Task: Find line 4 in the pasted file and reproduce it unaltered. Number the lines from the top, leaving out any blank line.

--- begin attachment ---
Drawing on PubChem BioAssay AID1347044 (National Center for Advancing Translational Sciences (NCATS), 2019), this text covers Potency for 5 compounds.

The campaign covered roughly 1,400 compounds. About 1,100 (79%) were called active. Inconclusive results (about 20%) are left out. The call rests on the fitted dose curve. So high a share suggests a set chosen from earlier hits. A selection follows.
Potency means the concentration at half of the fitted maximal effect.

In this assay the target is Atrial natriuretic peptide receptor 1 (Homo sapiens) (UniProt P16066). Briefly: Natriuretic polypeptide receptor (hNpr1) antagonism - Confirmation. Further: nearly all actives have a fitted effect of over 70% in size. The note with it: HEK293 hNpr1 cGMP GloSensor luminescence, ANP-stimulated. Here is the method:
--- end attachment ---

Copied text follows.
In this assay the target is Atrial natriuretic peptide receptor 1 (Homo sapiens) (UniProt P16066). Briefly: Natriuretic polypeptide receptor (hNpr1) antagonism - Confirmation. Further: nearly all actives have a fitted effect of over 70% in size. The note with it: HEK293 hNpr1 cGMP GloSensor luminescence, ANP-stimulated. Here is the method: